The Developer’s Cry

Yet another blog by a hobbyist programmer

Experiences with a different cross platform graphics library

There are periods when I don’t write any code at all. These times are like the silence before the storm … Last month, the silence broke and the storm was unleashed. I wrote code, code, code, and still managed to keep my head above in the sea of binary.
I’m currently working on three interesting hobby projects at once; a rewrite of an oldskool BBS using pthreads and an SQL database backend; a cluster administration tool written entirely in Python; an OpenGL arcade game. So, there’s plenty to blog about, but for now, I’ll pick the game because OpenGL and games are always interesting. As you may know, I like using the SDL for developing OpenGL programs because it is a portable library. And then I ran into some post on the net where a guy said, “I always use glfw”. I decided to check it out, and believe it or not, I ported it over from SDL to GLFW in just a couple of hours. GLFW is deceivingly simple. I decided it’s out with SDL, and in with GLFW.

Starting out with GLFW

A first look at the website reveals that the latest stable version dates back to 2007. Hmmm … this could mean that it’s really stable, or that bugs are no longer being fixed. There is mention of an upcoming new release, though.

How to make use of GLFW? Just create a window, and make library calls. The library does not assume you use an event loop in your code. While this is surprising, it’s really all for the better. I spent lots of time perfecting the event loop that SDL needs. GLFW just doesn’t care. You want to know if a key has been pressed? Well, ask for it! Want to know the state of your windowed app? Call a glfwGet function to obtain it. If you really want, you can also register a callback function, for example for keyboard input events, and do things the event driven way.

Example code:

void init_events(void) {

void key_event(int key, int state) {
   if (state == GLFW_PRESS)

No library is perfect

As it says on the GLFW website, no library is perfect. I ran into little problems that had great consequences and had me hit the reset button of the computer (!) multiple times. Hello … hitting reset is so 1989. But then again, I was programming an oldskool arcade game.

I would like to detail the troubles I ran into here. Mind that they are not really big obstacles, just gotchas, things you need to know about GLFW, and maybe annoyances that might want you to favor SDL anyway, but to each his own.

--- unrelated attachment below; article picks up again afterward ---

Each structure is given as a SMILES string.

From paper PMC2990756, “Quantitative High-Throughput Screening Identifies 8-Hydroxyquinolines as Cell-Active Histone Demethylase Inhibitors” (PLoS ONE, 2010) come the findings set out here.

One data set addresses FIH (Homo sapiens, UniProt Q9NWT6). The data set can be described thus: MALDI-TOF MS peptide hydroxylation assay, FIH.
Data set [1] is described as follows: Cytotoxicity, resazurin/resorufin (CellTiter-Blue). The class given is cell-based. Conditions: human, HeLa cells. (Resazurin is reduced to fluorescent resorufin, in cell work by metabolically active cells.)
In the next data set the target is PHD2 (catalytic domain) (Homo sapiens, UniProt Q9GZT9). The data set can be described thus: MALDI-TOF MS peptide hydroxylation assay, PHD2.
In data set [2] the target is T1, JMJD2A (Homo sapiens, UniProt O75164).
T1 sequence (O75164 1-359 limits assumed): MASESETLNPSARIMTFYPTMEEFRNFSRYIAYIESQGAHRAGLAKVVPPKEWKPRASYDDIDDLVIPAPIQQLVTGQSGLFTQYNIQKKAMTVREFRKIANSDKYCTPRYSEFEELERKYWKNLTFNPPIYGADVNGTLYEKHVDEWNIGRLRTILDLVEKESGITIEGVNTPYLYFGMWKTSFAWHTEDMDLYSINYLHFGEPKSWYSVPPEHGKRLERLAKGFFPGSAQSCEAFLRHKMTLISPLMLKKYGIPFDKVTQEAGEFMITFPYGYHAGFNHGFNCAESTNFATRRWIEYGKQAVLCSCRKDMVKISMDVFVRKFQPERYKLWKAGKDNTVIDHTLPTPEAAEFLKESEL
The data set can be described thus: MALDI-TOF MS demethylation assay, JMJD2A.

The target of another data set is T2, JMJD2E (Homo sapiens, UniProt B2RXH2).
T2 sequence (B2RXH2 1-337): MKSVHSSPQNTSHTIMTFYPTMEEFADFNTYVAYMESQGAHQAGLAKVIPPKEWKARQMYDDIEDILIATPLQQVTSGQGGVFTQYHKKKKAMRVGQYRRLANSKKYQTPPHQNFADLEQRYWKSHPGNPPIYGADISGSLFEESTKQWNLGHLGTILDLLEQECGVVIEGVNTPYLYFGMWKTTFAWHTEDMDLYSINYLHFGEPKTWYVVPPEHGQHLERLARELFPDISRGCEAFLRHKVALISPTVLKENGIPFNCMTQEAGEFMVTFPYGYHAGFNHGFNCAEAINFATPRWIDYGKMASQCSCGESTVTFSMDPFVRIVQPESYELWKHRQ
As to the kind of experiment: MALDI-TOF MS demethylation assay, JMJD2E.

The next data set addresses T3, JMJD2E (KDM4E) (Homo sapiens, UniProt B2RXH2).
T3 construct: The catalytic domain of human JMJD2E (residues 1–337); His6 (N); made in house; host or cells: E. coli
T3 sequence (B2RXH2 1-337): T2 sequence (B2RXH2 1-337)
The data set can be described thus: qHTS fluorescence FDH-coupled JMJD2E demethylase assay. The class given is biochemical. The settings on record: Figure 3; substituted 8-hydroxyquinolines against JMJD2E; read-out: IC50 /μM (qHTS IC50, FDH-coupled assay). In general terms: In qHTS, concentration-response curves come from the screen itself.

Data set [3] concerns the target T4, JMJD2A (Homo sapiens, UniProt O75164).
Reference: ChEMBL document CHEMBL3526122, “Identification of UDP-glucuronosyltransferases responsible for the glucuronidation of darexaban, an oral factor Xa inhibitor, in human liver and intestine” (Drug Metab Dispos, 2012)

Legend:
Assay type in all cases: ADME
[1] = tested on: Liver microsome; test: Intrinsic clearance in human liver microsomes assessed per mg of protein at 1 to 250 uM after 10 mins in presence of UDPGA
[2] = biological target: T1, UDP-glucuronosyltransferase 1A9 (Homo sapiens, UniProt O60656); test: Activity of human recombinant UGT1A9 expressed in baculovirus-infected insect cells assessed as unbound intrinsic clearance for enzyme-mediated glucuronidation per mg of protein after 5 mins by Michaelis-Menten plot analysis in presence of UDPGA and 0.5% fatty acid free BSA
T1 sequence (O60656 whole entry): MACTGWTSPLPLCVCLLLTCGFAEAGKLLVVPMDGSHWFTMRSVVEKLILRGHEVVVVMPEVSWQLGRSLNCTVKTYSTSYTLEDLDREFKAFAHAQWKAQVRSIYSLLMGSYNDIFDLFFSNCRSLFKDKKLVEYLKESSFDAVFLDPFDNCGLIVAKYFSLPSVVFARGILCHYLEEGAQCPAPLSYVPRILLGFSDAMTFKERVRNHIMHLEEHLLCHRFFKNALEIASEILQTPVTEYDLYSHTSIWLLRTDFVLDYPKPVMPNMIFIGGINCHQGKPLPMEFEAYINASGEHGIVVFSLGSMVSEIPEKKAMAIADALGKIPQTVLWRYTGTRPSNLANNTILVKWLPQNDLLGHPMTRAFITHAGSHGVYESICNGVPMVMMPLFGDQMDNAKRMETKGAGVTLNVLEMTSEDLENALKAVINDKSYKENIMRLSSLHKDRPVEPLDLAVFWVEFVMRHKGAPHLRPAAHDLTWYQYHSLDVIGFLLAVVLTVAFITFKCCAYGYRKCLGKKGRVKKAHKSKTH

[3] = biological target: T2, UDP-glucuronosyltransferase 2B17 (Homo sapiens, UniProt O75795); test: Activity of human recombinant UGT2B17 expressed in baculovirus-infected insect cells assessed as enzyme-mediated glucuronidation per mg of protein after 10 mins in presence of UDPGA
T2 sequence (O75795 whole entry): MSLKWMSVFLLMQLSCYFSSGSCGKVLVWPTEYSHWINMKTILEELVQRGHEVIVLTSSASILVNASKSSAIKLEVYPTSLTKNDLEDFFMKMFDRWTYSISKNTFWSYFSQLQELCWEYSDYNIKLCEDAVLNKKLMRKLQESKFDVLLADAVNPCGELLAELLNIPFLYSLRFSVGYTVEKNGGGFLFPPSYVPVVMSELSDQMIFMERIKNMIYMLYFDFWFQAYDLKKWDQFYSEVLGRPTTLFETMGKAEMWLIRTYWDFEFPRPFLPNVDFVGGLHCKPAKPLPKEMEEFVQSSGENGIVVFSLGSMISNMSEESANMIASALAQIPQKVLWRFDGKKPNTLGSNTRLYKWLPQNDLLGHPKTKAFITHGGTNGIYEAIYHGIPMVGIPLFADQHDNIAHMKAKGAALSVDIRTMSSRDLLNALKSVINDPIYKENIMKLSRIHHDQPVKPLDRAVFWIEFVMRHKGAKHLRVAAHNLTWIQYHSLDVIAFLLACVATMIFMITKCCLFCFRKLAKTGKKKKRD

There seems to be no good way to toggle between full screen and windowed mode. I tried to resolve this by closing the window and recreating it, but the window manager somehow doesn’t like it. It is not an OpenGL problem, nor a problem of my app—SDL can do it and GLFW can’t. So stick to either windowed or full screen, not both.
When you resize a window, you should reinitialize OpenGL, reload textures, etc. This may take some time. When you drag a window using the mouse, GLFW will register multiple resize events, causing your app to reinitialize multiple times and causing considerable lag. I never had this problem with SDL.
The characters of keys that are pressed will be reported in uppercase, even when shift is not being held down.
For text input, do not use glfwSetKeyCallback(). Use glfwSetCharCallback() instead, which does ASCII translation, etc. This will give lowercase characters, a working Shift key, etc. One thing I really don’t like is that it does not translate the return key to '\n', nor does it translate backspace to '\b', and Escape is not code 27. So, I use SetCharCallBack() for the regular input, and I use SetKeyCallBack() at the same time to translate often used keys like Escape, Return, Enter, Backspace.
glfwGetTime() returns a double, in seconds. This is actually great, but keep this in mind because other libraries, like SDL, work with integers and milliseconds.
The library includes functions for multi-threading. Don’t use them, they will be removed in a later version. Use pthreads instead.
GLFW does not include functions for sound. This is intended; use OpenAL for sound.

Do you want to know more?

If you would like to get started using GLFW, I recommend reading the GLFW quickstart guide.